More than 100 companies join legal fight against President Trump’s executive order on immigration

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America’s biggest tech firms have stepped into the legal fight against President Donald Trump’s travel ban.

A total of 127 companies — including Apple, Facebook, Google, Intel, Microsoft, Netflix and Twitter — filed court papers declaring that President Trump’s executive order on immigration “violates the immigration laws and the Constitution.” The wave of opposition came in two court filings, one on Sunday, February 5th and one on Monday.

Almost all the companies that signed on in support are tech companies. The few exceptions include yogurt producer Chobani, snack maker Kind and fashion brand Levi Strauss. All three companies were founded by immigrants.

The ban represents “a sudden shift in the rules governing entry into the United States, and is inflicting substantial harm on U.S. companies,” says the court document.

It’s the latest move by the tech industry to oppose President Trump’s controversial order, which has run into hurdles in the U.S. court system.

The motion was filed with the Ninth Circuit Court of Appeals, which on Sunday morning denied the U.S. government’s emergency request to resume President Trump’s travel ban. The appeals court has asked for both sides to file legal briefs before it makes a final decision.

The lawsuit in question was filed by the attorneys general of Washington state and Minnesota. The motion from the companies seeks permission to file what’s known as an amicus (“friend of the court”) brief in the case.

The San Francisco-based Ninth Circuit has a reputation as one of the most liberal in the nation. No matter how it rules, the next stop for the case is likely be the U.S. Supreme Court.

President Trump’s executive order bars citizens of seven Muslim-majority countries from entering the U.S. for 90 days and all refugees from entering for 120 days. It also indefinitely halts refugees from Syria.

Tech companies have been at the vanguard of businesses opposing the ban. Their court motion emphasizes the important role of immigration in the U.S. economy.

“Immigrants make many of the Nation’s greatest discoveries, and create some of the country’s most innovative and iconic companies,” it says.

“At the same time, America has long recognized the importance of protecting ourselves against those who would do us harm,” it adds. “But it has done so while maintaining the fundamental commitment to welcoming immigrants — through increased background checks and other controls on people seeking to enter our country.”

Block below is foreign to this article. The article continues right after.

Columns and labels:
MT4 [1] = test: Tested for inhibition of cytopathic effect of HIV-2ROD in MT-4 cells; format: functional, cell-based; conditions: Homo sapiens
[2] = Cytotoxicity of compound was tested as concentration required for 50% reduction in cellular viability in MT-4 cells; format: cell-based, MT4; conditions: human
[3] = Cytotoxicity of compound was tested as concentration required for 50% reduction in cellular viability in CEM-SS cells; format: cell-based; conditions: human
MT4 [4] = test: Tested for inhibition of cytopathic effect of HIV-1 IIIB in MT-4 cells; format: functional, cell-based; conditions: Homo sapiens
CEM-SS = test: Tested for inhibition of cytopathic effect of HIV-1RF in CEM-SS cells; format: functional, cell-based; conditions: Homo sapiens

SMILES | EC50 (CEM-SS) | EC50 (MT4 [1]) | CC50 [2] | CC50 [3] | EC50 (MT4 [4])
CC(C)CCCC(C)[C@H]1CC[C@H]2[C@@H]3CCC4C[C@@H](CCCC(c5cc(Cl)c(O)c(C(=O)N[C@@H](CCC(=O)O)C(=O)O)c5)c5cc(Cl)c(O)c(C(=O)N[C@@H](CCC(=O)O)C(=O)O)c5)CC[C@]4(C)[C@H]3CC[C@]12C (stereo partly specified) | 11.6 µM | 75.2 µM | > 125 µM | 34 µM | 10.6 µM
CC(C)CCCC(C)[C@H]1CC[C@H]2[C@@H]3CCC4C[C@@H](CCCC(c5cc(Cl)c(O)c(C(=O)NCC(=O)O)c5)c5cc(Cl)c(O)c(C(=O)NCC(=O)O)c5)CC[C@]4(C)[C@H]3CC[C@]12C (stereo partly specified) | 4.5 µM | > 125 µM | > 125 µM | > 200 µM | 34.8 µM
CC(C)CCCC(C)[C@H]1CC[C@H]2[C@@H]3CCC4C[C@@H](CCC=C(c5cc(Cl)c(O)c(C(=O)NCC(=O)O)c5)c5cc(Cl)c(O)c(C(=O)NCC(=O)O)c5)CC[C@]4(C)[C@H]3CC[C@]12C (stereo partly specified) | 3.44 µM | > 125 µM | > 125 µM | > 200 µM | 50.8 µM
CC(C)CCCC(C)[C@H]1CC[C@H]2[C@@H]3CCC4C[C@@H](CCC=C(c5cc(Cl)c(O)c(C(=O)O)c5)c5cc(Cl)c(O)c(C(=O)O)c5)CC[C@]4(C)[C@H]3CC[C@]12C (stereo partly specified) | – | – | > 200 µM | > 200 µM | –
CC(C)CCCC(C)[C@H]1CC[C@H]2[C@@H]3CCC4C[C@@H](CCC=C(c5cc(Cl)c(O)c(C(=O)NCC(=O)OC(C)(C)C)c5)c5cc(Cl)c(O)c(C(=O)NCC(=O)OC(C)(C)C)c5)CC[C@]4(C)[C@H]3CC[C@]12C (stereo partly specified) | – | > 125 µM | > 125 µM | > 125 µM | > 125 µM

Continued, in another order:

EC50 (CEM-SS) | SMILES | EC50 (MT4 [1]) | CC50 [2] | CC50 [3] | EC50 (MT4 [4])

It’s not the first legal move by tech firms over President Trump’s ban.

Amazon and Expedia filed motions last week in the Washington attorney general’s lawsuit. They argued the immigration order will hurt their employees and their businesses.

Uber CEO Travis Kalanick on Thursday dropped out of President Trump’s business advisory council, citing the ban.

“The executive order is hurting many people in communities all across America,” Kalanick wrote in a memo to employees. “Families are being separated, people are stranded overseas and there’s a growing fear the U.S. is no longer a place that welcomes immigrants.”

Uber and its rival Lyft both support the motion filed Sunday.

Tesla CEO Elon Musk has defended his decision to take part in the advisory council, saying it’s better to be on the inside where he can push President Trump on issues like immigration and climate change. Tesla is not a signatory to the motion.

5 comments

  • deleted again

    Since Trump is not proposing a total ban on immigration can we assume that these companies are protesting because they hire illegal immigrants?

    • Joe

      Once again Trumpers fail (or refuse) to see the big picture. It is not a total ban on immigration but an unjustified ban against the immigration of those belonging to particular a country and religion – that is the reason these companies and people are protesting.

      • jimi5

        Obama suspended the Iraq refugee program for 6 months over terrorism fears in 2011, why no protests back then? Oh I forgot, because it was Obama.

  • Mark Allen

    Why a Nation Sales Tax of 5% is better than a Tariff of 20%.
    • The consumer will be hit less hard with a 5% Sales tax than a large Tariff of 20%
    • The Sales tax could reduce taxes that Companies pay out.
    • The corporate and individual Income Tax’s could eventually be reduced because an National Sales Tax could replace the Income Taxes.
    • The smaller Income Tax will allow many of the exemptions to be deleated more easily, simplifying the tax forms.

  • Mark Allen

    Why do business’ really need immigrants?
    • Immigrants will often work for less, than the average American Individuals.
    • There is a large number of indigenous people who qualify for these jobs, but they are ignored by companies who are looking for “cheap” labor.
    • Even though I had a BA in finance, the company I worked for, HP, hired an immigrant Philippian to take the position. Other companies are doing the same thing. I was told by that manager, that I cost too much. She had an associate’s degree in accounting (not even the same requirement for that position). Low costs beat all else I guess.

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